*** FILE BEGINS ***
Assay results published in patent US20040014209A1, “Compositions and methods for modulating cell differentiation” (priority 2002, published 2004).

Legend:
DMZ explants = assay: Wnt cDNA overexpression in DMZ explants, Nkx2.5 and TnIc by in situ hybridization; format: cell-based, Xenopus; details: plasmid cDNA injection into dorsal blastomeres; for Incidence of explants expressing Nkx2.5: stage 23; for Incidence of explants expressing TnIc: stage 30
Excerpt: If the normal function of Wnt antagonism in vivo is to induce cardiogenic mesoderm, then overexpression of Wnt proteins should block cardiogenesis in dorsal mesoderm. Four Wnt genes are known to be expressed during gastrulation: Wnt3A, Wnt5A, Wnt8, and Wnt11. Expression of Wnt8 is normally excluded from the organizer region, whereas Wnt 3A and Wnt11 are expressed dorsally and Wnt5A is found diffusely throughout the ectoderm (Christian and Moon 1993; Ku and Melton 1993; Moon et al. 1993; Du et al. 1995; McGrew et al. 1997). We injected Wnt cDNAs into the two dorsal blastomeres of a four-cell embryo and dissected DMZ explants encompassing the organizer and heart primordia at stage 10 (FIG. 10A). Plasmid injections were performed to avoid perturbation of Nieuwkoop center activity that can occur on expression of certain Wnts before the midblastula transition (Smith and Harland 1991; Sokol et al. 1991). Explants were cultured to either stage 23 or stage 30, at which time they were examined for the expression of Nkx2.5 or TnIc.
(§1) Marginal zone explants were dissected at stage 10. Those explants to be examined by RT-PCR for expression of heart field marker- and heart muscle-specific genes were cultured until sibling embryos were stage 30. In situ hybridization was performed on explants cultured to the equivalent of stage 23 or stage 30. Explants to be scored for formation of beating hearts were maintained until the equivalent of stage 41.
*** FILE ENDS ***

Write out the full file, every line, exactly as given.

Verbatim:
Assay results published in patent US20040014209A1, “Compositions and methods for modulating cell differentiation” (priority 2002, published 2004).

Legend:
DMZ explants = assay: Wnt cDNA overexpression in DMZ explants, Nkx2.5 and TnIc by in situ hybridization; format: cell-based, Xenopus; details: plasmid cDNA injection into dorsal blastomeres; for Incidence of explants expressing Nkx2.5: stage 23; for Incidence of explants expressing TnIc: stage 30
Excerpt: If the normal function of Wnt antagonism in vivo is to induce cardiogenic mesoderm, then overexpression of Wnt proteins should block cardiogenesis in dorsal mesoderm. Four Wnt genes are known to be expressed during gastrulation: Wnt3A, Wnt5A, Wnt8, and Wnt11. Expression of Wnt8 is normally excluded from the organizer region, whereas Wnt 3A and Wnt11 are expressed dorsally and Wnt5A is found diffusely throughout the ectoderm (Christian and Moon 1993; Ku and Melton 1993; Moon et al. 1993; Du et al. 1995; McGrew et al. 1997). We injected Wnt cDNAs into the two dorsal blastomeres of a four-cell embryo and dissected DMZ explants encompassing the organizer and heart primordia at stage 10 (FIG. 10A). Plasmid injections were performed to avoid perturbation of Nieuwkoop center activity that can occur on expression of certain Wnts before the midblastula transition (Smith and Harland 1991; Sokol et al. 1991). Explants were cultured to either stage 23 or stage 30, at which time they were examined for the expression of Nkx2.5 or TnIc.
(§1) Marginal zone explants were dissected at stage 10. Those explants to be examined by RT-PCR for expression of heart field marker- and heart muscle-specific genes were cultured until sibling embryos were stage 30. In situ hybridization was performed on explants cultured to the equivalent of stage 23 or stage 30. Explants to be scored for formation of beating hearts were maintained until the equivalent of stage 41.